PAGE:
Bias flow does not affect ventilation during high-frequency oscillatory ventilation in a pediatric animal model of acute lung injury*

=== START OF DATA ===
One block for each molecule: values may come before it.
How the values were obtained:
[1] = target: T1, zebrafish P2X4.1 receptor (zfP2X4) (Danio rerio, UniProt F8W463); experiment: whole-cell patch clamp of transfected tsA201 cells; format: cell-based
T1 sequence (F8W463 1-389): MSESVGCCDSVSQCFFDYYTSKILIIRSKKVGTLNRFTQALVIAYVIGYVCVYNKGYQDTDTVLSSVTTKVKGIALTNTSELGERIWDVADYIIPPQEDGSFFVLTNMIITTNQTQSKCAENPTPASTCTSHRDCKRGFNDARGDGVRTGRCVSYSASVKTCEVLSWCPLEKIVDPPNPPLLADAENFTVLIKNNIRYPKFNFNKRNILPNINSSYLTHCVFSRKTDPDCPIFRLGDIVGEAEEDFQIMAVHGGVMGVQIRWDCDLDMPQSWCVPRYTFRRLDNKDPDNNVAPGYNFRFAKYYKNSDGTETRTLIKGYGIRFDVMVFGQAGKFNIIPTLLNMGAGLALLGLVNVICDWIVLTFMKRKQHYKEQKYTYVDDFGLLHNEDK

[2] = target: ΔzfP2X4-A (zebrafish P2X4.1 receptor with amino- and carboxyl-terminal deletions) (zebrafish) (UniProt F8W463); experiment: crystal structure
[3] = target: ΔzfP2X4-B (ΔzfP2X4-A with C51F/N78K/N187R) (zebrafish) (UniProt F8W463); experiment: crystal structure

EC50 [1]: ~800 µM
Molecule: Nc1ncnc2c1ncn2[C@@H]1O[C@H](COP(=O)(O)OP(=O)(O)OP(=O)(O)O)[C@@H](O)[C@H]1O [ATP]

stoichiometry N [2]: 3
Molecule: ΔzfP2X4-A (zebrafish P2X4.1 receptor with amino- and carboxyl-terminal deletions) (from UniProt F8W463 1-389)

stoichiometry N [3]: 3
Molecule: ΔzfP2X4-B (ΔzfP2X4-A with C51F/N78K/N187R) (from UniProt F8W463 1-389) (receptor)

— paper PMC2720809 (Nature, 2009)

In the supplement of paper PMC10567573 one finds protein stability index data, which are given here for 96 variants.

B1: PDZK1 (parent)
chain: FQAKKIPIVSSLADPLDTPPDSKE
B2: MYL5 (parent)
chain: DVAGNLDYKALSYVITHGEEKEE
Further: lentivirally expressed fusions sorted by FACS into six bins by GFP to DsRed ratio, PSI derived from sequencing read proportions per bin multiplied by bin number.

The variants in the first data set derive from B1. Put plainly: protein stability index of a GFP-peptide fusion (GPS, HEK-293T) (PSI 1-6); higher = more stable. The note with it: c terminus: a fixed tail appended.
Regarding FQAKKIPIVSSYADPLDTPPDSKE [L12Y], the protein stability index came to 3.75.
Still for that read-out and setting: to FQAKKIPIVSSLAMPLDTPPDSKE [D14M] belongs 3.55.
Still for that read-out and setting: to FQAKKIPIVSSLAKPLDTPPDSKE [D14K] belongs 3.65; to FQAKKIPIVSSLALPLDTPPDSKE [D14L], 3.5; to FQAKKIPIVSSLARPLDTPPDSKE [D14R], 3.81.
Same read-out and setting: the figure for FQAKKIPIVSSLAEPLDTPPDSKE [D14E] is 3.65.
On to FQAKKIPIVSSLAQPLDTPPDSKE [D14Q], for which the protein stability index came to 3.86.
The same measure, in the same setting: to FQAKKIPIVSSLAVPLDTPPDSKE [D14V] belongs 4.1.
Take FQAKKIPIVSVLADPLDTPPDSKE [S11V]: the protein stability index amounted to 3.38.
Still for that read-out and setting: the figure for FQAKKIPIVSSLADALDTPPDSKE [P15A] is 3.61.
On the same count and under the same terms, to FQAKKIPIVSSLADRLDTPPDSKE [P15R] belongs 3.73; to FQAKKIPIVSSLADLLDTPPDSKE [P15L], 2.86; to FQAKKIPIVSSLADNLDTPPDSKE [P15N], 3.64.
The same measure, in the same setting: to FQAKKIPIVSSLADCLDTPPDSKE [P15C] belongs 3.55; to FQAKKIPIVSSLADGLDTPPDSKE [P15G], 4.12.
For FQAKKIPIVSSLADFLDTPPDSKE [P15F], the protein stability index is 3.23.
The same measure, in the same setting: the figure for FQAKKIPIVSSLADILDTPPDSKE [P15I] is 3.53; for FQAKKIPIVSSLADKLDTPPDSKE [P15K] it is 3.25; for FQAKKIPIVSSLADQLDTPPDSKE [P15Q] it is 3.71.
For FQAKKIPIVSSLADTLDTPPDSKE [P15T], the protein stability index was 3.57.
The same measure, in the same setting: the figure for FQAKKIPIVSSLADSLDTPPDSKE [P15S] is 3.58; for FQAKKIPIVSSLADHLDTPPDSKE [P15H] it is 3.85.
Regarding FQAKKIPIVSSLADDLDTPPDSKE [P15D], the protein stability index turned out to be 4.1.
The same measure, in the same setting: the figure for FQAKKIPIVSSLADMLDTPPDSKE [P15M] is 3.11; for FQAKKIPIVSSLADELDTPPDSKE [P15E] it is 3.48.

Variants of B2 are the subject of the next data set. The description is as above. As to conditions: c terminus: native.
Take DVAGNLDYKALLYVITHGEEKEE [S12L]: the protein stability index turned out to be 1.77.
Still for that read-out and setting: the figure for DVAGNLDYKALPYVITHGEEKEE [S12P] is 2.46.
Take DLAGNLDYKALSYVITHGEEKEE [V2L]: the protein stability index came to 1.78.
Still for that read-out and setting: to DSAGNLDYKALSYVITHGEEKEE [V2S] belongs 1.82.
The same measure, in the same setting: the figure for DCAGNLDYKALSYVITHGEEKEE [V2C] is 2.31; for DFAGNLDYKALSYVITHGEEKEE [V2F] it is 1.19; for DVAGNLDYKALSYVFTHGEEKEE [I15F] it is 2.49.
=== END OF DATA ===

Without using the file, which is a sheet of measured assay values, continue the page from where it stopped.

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Objective:During high-frequency oscillatory ventilation, bias flow is the continuous flow of gas responsible for replenishing oxygen and removing CO2 from the patient circuit. Bias flow is usually set at 20 L/min, but many patients require neuromuscular blockade at this flow rate. The need for neuromuscular blockade may be eliminated by increasing the bias flow rate, but CO2 retention is a potential concern. We hypothesize that in a swine model of acute lung injury, increased bias flow rates will not affect CO2 elimination.Design:Prospective, randomized, experimental study.Setting:Research laboratory at a university medical center.Subjects:Sixteen juvenile swine.Interventions:Sixteen juvenile swine (12–16.5 kg) were studied using a saline lavage model of acute lung injury. During high-frequency oscillatory ventilation, each animal was ventilated with bias flows of 10, 20, 30, and 40 L/min in random sequence. For ten animals, power was set at a constant level to maintain PaCO2 50–60 mm Hg, and amplitude was allowed to vary. For the remaining six animals, amplitude was kept constant to maintain PaCO2 within the same range, while power was adjusted as needed with changes in bias flow. Linear regression was used for data analysis.Measurements and Main Results:Median overall PaCO2 was 53 mm Hg (range: 31–81 mm Hg). Controlling for both power and amplitude, there was no statistically significant change in PaCO2 as bias flow varied from 10 to 40 L/min.Conclusions:Changes in bias flow during high-frequency oscillatory ventilation did not affect ventilation. Further clinical investigation is ongoing in infants and children with acute lung injury being managed with high-frequency oscillatory ventilation to assess the impact of alterations of bias flow on gas exchange, cardiopulmonary parameters, sedation requirements, and other clinical outcomes.

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